Dungeons of Edera Preview – Meet Looty McLootson

Dungeons of Edera Preview

Forget skill trees that are so deep and complex they make the Periodic Table of Elements read like a grocery list. Forget graphics so bleeding edge they make reality look dull. Forget morose characters and convoluted quests and stories freighted with Jungian symbolism and postmodern pop psychology. What you really want is some simple, hack-and-slash action, mechanics you don’t need a wiki to figure out and lots of loot hidden in every barrel, nook and cranny. My friend, you want Dungeons of Edera.

Dungeons of Edera is an indie action RPG, hack-and-slash rogue-lite that in many ways, leans hard into previous generations of dungeon crawlers. After nearly a year in early access, it’s still not entirely ready for prime time but does hit the bullseye in one critical area, that all-important dopamine drip loop of combat and loot collection. It has some pretty rough edges and if you’re looking for the next epic Witcher or Dragon Age clone, this isn’t it, but Dungeons of Edera is absolutely simple fun, bugs, growing pains and all.


In its present form, Dungeons of Edera includes two chapters of an eventual four chapter story arc, lots of optional side quests and an endless dungeon mode which begins a run with a new, random low level character separate from the main campaign. The premise is a basic “unite the kingdoms/save the world” campaign template, and while neither the story or the game’s characters demand much attention, the same is certainly true of many beloved hack-and-slash games. The lack of voice acting, an abundance of stock standard fantasy archetypes and repetitive quest goals don’t help sell Edera’s world as unique but that may change as the rest of the game falls into place.

The vast majority of Dungeons of Edera’s campaign quests involve killing standard fantasy game monsters and fetching items, with occasional variants like freeing prisoners. Although the levels are supposedly procedurally generated, on at least a few missions the goals changed but the “dungeon” was entirely the same as during a preceding quest. Like everything about Dungeons of Edera, the environment and monster designs reflect the restrictions of an indie, small team budget. They’re decent enough, and while some of the larger castles and dungeons are vast and labyrinthine, they’re also empty of little else than stuff to kill or loot to pick up.¬†Speaking of loot, there is a lot of it, an almost comically large amount. Potions, reagents, armor, weapons and gold hide in the gullet of every monster, in every nondescript barrel and in glowing chests, and all of the armor and weapons have names which sound like they came from a roll of the fantasy weapon name generator, like the “Petulant Hammer of Tax Evasion” or the “Corpulent Greaves of Zydeco.” Happily, the loot is color coded and the inventory management system isn’t terrible, but players will still spend a lot of time comparing the attributes of gear.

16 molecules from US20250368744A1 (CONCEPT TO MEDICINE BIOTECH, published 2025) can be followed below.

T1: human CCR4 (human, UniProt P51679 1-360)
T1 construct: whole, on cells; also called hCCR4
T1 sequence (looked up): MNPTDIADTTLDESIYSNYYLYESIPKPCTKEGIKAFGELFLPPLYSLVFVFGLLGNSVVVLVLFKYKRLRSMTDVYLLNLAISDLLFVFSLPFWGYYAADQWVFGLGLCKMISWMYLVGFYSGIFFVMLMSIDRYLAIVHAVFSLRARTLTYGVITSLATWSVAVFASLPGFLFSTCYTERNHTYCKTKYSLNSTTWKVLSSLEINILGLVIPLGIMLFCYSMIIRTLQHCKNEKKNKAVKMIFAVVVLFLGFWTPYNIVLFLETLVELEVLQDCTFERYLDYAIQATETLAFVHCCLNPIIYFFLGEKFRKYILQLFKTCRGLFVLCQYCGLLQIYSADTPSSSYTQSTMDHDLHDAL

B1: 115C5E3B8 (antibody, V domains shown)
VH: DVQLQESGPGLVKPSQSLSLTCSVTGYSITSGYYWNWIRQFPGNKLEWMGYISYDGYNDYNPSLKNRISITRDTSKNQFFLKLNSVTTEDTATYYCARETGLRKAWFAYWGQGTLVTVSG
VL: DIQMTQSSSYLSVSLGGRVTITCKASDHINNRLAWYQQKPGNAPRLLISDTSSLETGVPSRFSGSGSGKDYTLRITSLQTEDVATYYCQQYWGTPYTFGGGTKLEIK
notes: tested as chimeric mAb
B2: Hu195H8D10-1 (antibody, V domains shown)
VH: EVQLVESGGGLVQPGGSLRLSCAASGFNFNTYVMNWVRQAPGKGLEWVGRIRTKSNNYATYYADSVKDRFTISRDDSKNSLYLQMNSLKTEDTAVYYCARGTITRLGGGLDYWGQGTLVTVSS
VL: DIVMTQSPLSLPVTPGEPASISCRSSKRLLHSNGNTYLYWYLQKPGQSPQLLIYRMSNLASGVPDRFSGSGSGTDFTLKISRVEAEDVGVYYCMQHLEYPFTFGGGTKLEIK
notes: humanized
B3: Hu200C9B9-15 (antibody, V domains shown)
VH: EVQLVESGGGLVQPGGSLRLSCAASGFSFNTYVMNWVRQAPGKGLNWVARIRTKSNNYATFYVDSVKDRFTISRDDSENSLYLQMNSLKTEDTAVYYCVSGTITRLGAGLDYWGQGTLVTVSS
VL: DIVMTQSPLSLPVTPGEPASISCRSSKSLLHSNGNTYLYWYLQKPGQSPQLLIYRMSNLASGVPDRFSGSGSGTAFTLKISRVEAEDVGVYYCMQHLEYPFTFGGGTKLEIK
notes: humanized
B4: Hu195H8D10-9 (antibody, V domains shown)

We should take a moment to talk about Dungeons of Edera’s combat, since it is clearly the focus of the game. It’s a mixed experience. On one hand there is a huge variety of weapons and armor to play with, but melee combat has little weight or impact no matter which weapon is drawn. Pulling from the Dark Souls toolbox, rolling and stamina management are key elements. Enemies have a ridiculously large aggro range, even through walls and on different levels, and relentlessly follow once locked on to the player. All these qualms and caveats aside, the game’s combat is surprisingly addictive.

Essentially, Dungeons of Edera is a greatest-hits package of action-RPG mechanics, from vendors and quest givers to health, stamina and mana management, and any player with just a little experience can figure out what’s going on or how things work. You can hire party members in the growing hub town, store loot (which is then persistent with new characters) and check the bulletin board or talk to an NPC for a side quest. There’s a skill tree, but it’s blessedly simple and basically consists of putting points into basic functions like health or strength, or upgrading things like crafting or magic.¬†At this stage of early access development, Dungeons of Edera is still pretty infested with bugs, weird graphical anomalies, and missing content, though there is plenty to do and the endless dungeon is always an option for players who have completed the campaign so far. Controller implementation is hit-or-miss and seems to cause a lot of technical issues.

Although there isn’t any voice acting, relatively little environmental audio, and the enemies’ repertoire of sounds is limited to repetitive gasps, moans, grunts and other inchoate noises, the music in the game is uniformly good. Over time it does grow over-familiar but the orchestral score is harmonically lush and doesn’t resort to many of the testosterone-filled cliches of the genre.

The Dungeons of Edera is a perfect reminder that high-end graphics, complex characters and intricate storytelling don’t entirely define what makes a game enjoyable. Sometimes, a back-to-basics approach, with familiar mechanics and a consistent challenge-and-reward loop is enough. Dungeons of Edera still has some growing to do but even in its current state, it scratches an itch for a game that harkens back to a time when RPGs were simple, just a little mindless, and filled with treasure.

***PC code was provided by the publisher***